On the other hand, as one approaches real agnosia of God, words become far too limited, meaningless, and lose their importance. Thus, Dionysios tells us that as we enter into the divine gloom, the mystical cloud, we will find the complete absence of both speech and conception, becoming “voiceless” and “unutterable.”
“As even now, when entering into the gloom which is above mind, we shall find, not a little speaking, but a complete absence of speech, and absence of conception.” – Mystical Theology 3.1
Silence, ultimately, is the most appropriate response to the gift of unknowing God.
- As a college student often focused on the intellect and knowledge, how does Dionysios’ theology of foolishness and unknowing serve to contextualize your academic work? What about your relationship with God?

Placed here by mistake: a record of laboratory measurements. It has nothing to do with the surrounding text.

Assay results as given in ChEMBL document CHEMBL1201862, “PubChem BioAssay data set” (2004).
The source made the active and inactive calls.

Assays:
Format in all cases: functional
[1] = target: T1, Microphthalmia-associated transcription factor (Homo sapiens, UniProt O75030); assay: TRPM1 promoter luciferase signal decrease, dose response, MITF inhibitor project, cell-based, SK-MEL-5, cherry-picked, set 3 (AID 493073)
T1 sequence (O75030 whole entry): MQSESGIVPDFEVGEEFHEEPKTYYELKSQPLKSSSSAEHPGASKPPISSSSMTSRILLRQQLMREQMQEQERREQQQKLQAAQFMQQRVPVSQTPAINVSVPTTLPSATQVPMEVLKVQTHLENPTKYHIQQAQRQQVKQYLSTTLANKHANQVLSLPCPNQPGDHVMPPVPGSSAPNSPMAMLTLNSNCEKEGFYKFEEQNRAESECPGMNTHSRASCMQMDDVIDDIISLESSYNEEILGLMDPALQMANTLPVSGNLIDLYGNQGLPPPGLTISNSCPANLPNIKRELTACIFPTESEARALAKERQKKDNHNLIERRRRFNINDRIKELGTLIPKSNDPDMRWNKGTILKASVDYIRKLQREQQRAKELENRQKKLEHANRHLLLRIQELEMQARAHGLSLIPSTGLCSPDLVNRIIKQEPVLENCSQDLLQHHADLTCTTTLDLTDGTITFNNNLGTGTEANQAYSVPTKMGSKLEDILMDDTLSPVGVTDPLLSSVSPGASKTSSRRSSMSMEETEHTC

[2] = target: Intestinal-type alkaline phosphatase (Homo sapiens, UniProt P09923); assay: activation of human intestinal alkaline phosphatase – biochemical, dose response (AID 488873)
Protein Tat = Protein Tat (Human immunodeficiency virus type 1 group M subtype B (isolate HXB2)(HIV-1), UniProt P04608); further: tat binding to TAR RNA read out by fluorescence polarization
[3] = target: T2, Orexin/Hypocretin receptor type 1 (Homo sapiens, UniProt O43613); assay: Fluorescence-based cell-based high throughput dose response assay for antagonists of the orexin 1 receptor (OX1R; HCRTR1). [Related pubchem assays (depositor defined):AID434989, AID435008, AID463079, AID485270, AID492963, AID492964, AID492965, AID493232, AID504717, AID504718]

- What do you think the connection is between the limits of language in theology and evangelism?
- This is difficult material. What questions has this conversation raised for you?
From the opening of the Mystical Theology:
Triad supernal, both super-God and super-good, Guardian of the Theosophy of Christian men, direct us aright to the super-unknown and super-brilliant and highest summit of the mystic Oracles, where the simple and absolute and changeless mysteries of theology lie hidden within the super-luminous gloom of the silence, revealing hidden things, which in its deepest darkness shines above the most super-brilliant, and in the altogether impalpable and invisible, fills to overflowing the eyeless minds with glories of surpassing beauty.